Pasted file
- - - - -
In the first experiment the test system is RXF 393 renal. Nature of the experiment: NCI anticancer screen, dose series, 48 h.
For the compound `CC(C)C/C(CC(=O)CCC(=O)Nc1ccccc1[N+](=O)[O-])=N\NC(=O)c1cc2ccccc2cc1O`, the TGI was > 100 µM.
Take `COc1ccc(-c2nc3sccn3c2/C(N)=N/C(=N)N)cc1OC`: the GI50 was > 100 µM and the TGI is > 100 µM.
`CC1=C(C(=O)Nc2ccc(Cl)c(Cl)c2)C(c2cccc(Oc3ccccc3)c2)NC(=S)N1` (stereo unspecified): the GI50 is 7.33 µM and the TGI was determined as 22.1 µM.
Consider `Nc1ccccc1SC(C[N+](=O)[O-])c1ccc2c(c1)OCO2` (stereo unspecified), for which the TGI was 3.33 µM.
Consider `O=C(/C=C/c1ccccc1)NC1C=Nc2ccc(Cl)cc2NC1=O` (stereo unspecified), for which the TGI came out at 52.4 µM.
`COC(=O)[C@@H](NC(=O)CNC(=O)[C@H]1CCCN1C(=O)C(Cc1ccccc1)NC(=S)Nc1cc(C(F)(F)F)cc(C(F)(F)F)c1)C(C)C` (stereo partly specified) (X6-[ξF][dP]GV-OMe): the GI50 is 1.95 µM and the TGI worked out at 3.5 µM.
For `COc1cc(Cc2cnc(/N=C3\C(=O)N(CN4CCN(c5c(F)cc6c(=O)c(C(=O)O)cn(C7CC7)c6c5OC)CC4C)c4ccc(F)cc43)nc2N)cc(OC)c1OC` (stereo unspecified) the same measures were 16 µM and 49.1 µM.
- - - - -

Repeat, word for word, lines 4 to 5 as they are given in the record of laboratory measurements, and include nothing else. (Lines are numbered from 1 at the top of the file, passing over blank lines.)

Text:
`CC1=C(C(=O)Nc2ccc(Cl)c(Cl)c2)C(c2cccc(Oc3ccccc3)c2)NC(=S)N1` (stereo unspecified): the GI50 is 7.33 µM and the TGI was determined as 22.1 µM.
Consider `Nc1ccccc1SC(C[N+](=O)[O-])c1ccc2c(c1)OCO2` (stereo unspecified), for which the TGI was 3.33 µM.